News Releases

UWI holds pre-CHOGM Democracy Forum

For Release Upon Receipt - November 20, 2009

St. Augustine

The University of the West Indies (UWI), Faculty of Social Sciences is hosting a Democracy Forum titled “Media, Development and Democracy—Can one do without the other?” on Tuesday 24th November, 2009 at 3.00 p.m. in the Social Sciences’ Faculty Lounge.

Two speakers will be featured in the forum. The first, Manoah Esipisu, Deputy Spokesperson, Commonwealth Secretariat, will deliver a presentation titled, "Building a common ground in the Commonwealth". The second feature speaker is Dr Purna Sen, Head of Human Rights, Commonwealth Secretariat, who will speak on ‘Human rights in times of change’.

Esipisu, a Kenyan national, is also Deputy Director of the Commonwealth Secretariat’s Communications and Public Affairs Division. He has more than 15 years’ of reporting and editing skills honed at The Standard newspaper in Kenya and at the Reuter news agency in Kenya and South Africa. He specialises in African politics and economy with a particular interest in financial markets, trade and investment, and multilateral organisations. He taught financial journalism at the University of the Witwatersrand’s Journalism & Media Studies Programme. Manoah is co-author of Eyes of Democracy: Media in Elections, a Commonwealth Secretariat publication that focuses on how the media can improve their coverage of elections.

 “The media serves as a watchdog in the conduct of governments, politicians and leaders in our societies to ensure accountability and integrity in the execution of their duties for the public good. While holding others accountable, the media should also be able to stand up to scrutiny in their conduct – of impartiality, fairness, veracity – values that make journalism an honourable profession which serves in the public interest, and not merely an aspiration to be attained,” he says.

Dr Sen will share her views on an issue close to her heart. She is an international expert and advocate of human rights, gender and social justice. She has more than 20 years’ experience in human rights, serving previously as Director of the Asia-Pacific programme of Amnesty International. She has negotiated at senior levels on human rights concerns with government representatives, NGOs and armed groups in the Asia-Pacific. Dr Sen has lectured at the London School of Economics. She has also undertaken consultancy work providing advice, training, research, policy and practice development for NGOs, educational institutions, governments and international development agencies.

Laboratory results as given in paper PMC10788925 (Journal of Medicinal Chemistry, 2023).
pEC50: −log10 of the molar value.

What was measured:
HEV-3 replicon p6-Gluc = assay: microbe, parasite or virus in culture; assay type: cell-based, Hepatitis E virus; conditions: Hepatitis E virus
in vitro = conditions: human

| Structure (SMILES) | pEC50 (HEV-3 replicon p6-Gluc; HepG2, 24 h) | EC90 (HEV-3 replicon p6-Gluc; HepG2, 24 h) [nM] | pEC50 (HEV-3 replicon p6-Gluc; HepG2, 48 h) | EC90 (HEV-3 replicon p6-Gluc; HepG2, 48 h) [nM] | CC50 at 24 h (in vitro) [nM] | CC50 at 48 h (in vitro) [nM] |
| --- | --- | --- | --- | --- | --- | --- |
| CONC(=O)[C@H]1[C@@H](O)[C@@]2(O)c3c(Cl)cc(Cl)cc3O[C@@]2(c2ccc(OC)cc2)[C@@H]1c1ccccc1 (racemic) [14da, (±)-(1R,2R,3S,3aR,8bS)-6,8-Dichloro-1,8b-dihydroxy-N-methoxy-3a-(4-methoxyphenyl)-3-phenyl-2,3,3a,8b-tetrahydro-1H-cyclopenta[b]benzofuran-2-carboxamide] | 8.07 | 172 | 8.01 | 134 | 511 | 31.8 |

To find out more, please contact Dr Hamid Ghany, Dean of the Faculty of Social Sciences, at or (868) 662-2002 Ext. 2027 or 3232.


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About Manoah Esipisu

Manoah Esipisu has covered civil wars in Sudan, Somalia, Rwanda, Angola, Ethiopia, Eritrea, Democratic Republic of Congo and Mozambique, and reported from across the African continent. He has interviewed African leaders like Nelson Mandela, Thabo Mbeki, Yoweri Museveni, Jerry Rawlings, General Olusegun Obasanjo, Joseph Kabila and Jakaya Kikwete. The most memorable events in Manoah’s illustrious career in journalism was his coverage of the fall of Ethiopian strongman Mengistu Haile Mariam and Somalian dictator Mohamed Siad Barre in 1991; and the first democratic elections in South Africa in 1994. Esipisu holds an MA in Media Studies from Witswatersrand University, South Africa, and a BA in Political Science & Literature and a Post-Graduate Diploma in Mass Communication from the University of Nairobi, Kenya.



About Purna Sen

Dr Sen has been a consultant for UNESCO’s International Institute of Educational Planning on Gender, Development and Education in Afghanistan; Centre for Gender Equality in Norway; British Council and Oxfam. Her work to date has taken her to India, Jordan, Morocco, Indonesia, and more recently Dr Sen has supported and promoted human rights developments, including through human rights training workshops for police officers in the Maldives, Bangladesh, Malaysia, Solomon Islands, Seychelles, Jamaica. Her publications include:

 ·        Crimes of Honour’: Value and Meaning, in Honour: Crimes, Paradigms and Violence against Women, Hossain S and Welchman L (eds), Zed, 2006

·        Successes and Challenges: the global movement against violence against women, in Glasius M and Anhieir (eds) Global Civil Society Yearbook 2003, OUP

·        Sexual Violence with Jewkes R and Garcia-Moreno C, in Global Report on Violence and Health, World Health Organisation, October 2002



About UWI

Over the last six decades, The University of the West Indies (UWI) has evolved from a fledgling college in Jamaica with 33 students to a full-fledged University with over 40,000 students. Today, UWI is the largest and most longstanding higher education provider in the English-speaking Caribbean, with main campuses in Barbados, Jamaica and Trinidad and Tobago, and Centres in Anguilla, Antigua & Barbuda, The Bahamas, Belize, British Virgin Islands, Cayman Islands, Dominica, Grenada, Montserrat, St Christopher (St Kitts) & Nevis, St Lucia, and St Vincent & the Grenadines. UWI recently launched its Open Campus, a virtual campus with over 50 physical site locations across the region, serving over 20 countries in the English-speaking Caribbean. UWI is an international university with faculty and students from over 40 countries and collaborative links with over 60 universities around the world. Through its seven Faculties, UWI offers undergraduate and postgraduate degree options in Engineering, Humanities & Education, Law, Medical Sciences, Pure & Applied Sciences, Science and Agriculture, and Social Sciences.